Insurance: As for insurance, I don’t have an easy answer. There’s no NAICS (standard industry) code for composting; it’s under fertilizer manufacturing, or trash hauling. We would like to bring insurance experts together to see if a possible solution is to pool insurance coverage under an umbrella plan for members of our coalition to bring the costs down.
Lindsay: Is it important to diversify — i.e., offer collection and processing or just hone in on one aspect?
Platt: Generally, I think it’s always good to diversify business, so the answer is yes! The theme of the 2020 Forum would have been “Sustaining Your Operation.” A lot of the organizations in our coalition are mission-driven — they want to offer benefits and paid time off, but at the same time to make ends meet so many workers have side hustles. Increasing earned revenue and setting up your model so you’re not getting it from one place, as well as having diversity in your client base, is really important. Think outside the box in terms of the products and services you offer. For example, many businesses had to pivot during COVID-19, like Compost Cab of Washington, D.C., which started Brijit, a distribution service of products from local, women-owned food businesses.
Explore what kind of partnerships you can develop that will increase sales and be ongoing. The key is not growing so fast that you lose on the quality of your products. You can’t let the sales and money get ahead of losing your reputation.
Lindsay: What are the benefits of different business structures, e.g., for profit vs. nonprofit?
Platt: There are pros and cons to each approach. You have to figure out what your mission is, and what are your goals. For example, do you have built-in volunteers for the nonprofit model? Are you engaging youth?
A worker-owned structure is a mini democracy where workers buy-in for ownership, like Fertile Ground in Oklahoma City. Employees have a vested interest in the company and it’s a way to jump start your capital investment. As a nonprofit, you can get foundation grants. And if you’re going to be doing a lot of educational programming, training, operating a demonstration site, and/or working with community gardens, then it might make sense to go the nonprofit route. If you’re primarily a food scrap service provider, you have a built-in revenue model where it would be more sustainable to get collection fees from the generators and be a for-profit entity.
ILSR offered a webinar on this topic with the Sustainable Economies Law Center, “Entity Structure for Community Composters”.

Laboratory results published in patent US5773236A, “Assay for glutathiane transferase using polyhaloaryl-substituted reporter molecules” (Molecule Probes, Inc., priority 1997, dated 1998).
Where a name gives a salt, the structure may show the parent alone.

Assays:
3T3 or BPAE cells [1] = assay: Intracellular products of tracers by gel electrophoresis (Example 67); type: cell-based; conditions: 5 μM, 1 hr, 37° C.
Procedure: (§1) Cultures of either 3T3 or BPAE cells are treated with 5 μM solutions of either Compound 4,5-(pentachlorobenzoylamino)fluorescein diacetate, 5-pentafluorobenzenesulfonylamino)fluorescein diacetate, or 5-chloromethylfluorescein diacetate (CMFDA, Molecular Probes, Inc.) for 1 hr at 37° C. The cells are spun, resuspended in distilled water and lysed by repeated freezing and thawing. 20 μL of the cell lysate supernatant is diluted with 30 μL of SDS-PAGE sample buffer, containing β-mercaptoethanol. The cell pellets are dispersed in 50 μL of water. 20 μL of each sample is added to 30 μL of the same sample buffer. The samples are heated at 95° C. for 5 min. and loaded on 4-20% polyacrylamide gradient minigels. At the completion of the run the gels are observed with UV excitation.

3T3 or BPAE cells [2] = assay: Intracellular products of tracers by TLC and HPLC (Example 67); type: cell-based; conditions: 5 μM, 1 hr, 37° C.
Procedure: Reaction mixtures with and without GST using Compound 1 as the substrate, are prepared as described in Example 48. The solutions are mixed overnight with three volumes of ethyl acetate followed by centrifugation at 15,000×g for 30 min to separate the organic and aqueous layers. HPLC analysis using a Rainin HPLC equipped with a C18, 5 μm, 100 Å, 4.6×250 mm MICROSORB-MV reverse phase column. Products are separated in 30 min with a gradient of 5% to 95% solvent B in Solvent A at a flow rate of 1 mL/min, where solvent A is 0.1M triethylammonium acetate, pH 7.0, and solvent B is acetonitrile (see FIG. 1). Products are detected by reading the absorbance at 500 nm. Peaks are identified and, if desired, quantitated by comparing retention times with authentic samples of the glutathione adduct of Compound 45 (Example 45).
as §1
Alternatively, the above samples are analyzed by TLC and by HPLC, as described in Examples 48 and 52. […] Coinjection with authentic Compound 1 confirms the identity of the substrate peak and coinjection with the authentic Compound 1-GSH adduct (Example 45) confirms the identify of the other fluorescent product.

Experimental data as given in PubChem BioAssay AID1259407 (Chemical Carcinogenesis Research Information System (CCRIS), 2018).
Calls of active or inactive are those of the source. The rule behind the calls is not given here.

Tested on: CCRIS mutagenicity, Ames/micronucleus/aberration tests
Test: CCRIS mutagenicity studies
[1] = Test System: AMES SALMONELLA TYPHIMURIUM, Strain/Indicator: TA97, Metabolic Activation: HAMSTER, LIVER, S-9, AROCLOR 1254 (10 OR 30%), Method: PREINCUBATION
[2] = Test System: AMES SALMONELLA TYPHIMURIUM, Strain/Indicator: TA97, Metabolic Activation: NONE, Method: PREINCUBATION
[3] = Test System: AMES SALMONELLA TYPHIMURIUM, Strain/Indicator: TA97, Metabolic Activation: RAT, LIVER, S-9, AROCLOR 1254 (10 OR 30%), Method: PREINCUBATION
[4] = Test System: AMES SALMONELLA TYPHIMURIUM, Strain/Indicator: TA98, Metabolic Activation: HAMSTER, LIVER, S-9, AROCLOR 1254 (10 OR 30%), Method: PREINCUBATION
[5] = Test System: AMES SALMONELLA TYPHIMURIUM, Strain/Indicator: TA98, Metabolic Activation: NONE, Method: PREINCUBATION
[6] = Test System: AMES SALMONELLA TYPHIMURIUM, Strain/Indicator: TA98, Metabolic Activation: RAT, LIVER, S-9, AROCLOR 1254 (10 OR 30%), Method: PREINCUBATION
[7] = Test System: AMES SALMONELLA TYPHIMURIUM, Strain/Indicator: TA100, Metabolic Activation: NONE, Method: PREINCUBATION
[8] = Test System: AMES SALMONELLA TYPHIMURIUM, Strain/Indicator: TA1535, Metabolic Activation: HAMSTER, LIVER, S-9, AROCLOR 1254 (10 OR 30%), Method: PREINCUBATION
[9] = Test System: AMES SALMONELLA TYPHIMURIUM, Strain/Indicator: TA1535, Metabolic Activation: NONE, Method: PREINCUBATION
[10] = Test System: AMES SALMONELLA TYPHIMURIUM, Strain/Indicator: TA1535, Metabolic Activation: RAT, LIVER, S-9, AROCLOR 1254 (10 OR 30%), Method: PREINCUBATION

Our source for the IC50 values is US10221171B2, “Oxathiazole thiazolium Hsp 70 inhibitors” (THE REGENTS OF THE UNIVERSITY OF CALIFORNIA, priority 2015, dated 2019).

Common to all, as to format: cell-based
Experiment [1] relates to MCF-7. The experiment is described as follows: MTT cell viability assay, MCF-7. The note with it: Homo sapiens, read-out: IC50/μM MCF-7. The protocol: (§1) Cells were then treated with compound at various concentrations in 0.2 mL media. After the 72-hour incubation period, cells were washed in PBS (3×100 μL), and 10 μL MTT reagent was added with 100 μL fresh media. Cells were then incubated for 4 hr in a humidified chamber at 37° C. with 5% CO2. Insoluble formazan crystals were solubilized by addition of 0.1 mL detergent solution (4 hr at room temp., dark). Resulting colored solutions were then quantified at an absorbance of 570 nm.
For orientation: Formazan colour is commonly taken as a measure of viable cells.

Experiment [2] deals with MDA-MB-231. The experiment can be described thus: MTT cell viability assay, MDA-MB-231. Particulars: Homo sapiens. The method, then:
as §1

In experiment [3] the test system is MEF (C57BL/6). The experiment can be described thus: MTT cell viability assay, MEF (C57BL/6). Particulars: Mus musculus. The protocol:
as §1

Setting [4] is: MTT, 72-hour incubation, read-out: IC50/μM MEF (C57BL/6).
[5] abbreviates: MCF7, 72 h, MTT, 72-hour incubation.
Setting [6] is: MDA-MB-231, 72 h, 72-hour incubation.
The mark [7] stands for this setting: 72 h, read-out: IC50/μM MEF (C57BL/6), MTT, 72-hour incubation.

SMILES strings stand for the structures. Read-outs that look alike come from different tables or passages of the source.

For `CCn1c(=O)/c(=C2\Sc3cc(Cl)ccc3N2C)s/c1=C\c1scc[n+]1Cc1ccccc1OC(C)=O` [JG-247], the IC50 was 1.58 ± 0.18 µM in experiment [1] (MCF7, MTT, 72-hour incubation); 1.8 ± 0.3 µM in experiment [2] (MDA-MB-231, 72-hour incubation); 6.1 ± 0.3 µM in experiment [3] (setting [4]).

Equipment For Community-Scale Processing
Lindsay: Compost processing can be an equipment intensive business. Do you have suggestions on how to access or raise capital to purchase such equipment?
Platt: Financing for equipment is a challenge that frequently comes up for community composters. We’ve done webinars featuring organizations that have crowdfunded. Lor Holmes of CERO in Massachusetts presented on how its worker-owned cooperative raised over $350,000 through a Direct Public Offering funding campaign.
State grant programs may also be a funding source. For example, New Jersey and Pennsylvania have a per ton surcharge on landfills and disposal sites that go to state grant programs that fund equipment purchases. Two Particular Acres in Pennsylvania was able to use this method for much of its equipment purchasing.
Foundations can help with financing, which is one of the benefits of being a 501(c)3 nonprofit. If you’re a farmer, many states offer funding programs. Thinking outside the box, companies have rented vehicles for collection instead of purchasing them. There are ways to avoid buying a lot of equipment. Instead of owning a trommel screen or chipper you can rent one for a few days or weeks and process material all at once.
Lindsay: What equipment can really give organizations the best bang for their buck?
Platt: One example I love is Red Hook Community Farm in Brooklyn (NY), which is fossil fuel free. It has an aerated static pile (ASP) system powered with solar voltaics and operates with hand tools, so the facility is off the grid. A larger scale system is going to need some kind of equipment to move and manage its piles, e.g., a skid steer or bucket loader. It’s the same equipment that the large-scale operators need. Procuring a trommel screen that’s affordable will save a lot of labor. Other than small skid steers, the Sittler trommel screen and Rotochopper Go-Bagger 250, for bagging finished compost, are used at small-scale operations.